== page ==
This one isn’t really a toy camera like most of the others I’ve looked at so far. This is a lower-end model with a Kodet Lens, though the Tourist was, apparently, one of Kodak’s higher-end cameras overall in the 1950s.
I tested it on one of my routine trips to find my car (parked somewhere in Capitol Hill, typically 5-7 blocks from my apartment building) on a day when the sun was shining, but thin, high clouds muted the light a little. Shadows were clear, but not crisp-edged.
Learning from my experiences with other pre-1960 cameras (when ASA numbers underwent an adjustment that more accurately reflected most films’ speeds and when standard ‘daylight’ film was usually closer to ISO 12 or ISO 25 than the modern ISO 100 standard for daylight), I looked up the shutter speed online before applying sunny-16 rules. This stuck me shooting at f/32 because the Flash Kodon shutter on the Tourist II is fixed at 1/50th sec.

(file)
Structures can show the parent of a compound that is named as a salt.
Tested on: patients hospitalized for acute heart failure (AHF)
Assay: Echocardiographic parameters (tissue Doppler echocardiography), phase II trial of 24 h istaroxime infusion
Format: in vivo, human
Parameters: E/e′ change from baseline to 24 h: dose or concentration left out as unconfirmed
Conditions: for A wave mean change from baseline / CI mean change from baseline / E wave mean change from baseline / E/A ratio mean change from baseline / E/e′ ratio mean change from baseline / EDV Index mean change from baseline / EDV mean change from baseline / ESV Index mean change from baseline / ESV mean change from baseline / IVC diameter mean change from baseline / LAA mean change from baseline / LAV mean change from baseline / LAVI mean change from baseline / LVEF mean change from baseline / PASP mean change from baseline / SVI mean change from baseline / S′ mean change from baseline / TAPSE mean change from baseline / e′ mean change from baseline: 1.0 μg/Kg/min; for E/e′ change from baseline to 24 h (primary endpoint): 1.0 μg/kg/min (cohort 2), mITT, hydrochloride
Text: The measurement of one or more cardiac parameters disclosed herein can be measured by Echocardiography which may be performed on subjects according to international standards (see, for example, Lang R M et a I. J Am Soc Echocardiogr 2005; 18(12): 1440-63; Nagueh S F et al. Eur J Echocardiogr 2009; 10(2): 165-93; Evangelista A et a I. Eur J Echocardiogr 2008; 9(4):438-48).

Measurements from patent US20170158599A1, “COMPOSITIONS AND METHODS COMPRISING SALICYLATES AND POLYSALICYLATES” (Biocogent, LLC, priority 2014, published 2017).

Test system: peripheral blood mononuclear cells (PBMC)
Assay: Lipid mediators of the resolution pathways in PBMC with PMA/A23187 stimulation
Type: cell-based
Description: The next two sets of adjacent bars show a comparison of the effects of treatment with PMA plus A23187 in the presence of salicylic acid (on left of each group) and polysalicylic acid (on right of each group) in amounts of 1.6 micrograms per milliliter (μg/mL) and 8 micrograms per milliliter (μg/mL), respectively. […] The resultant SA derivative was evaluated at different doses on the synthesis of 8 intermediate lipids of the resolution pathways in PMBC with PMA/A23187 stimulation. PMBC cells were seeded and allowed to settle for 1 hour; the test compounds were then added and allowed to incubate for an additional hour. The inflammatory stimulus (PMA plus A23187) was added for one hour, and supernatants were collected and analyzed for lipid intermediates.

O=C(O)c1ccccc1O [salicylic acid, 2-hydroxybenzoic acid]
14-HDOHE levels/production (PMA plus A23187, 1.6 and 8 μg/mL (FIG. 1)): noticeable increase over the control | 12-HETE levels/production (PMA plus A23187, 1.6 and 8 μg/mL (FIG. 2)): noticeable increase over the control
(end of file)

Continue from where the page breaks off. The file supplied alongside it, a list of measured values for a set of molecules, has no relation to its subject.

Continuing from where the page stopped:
That’s okay, at least the frames will be sharp.
And boy were they, for an inexpensive camera with what I’m guessing is a plastic lens.
In the end, with the 1/50th shutter speed, the ISO 100 film was still a little too sensitive and the negatives were a touch overexposed.
I shot these on Ilford Delta 100 120 film (rerolled onto a 620 spool), which I developed in Kodak HC-110E (47:1 mixture) for 8:45 min at 69°F.
I used Photoshop to bring the blacks up a tiny bit and fix a few dust spots from the scanner, but the adjustments were very minor.
I wrote a much deeper look at the camera itself, as well.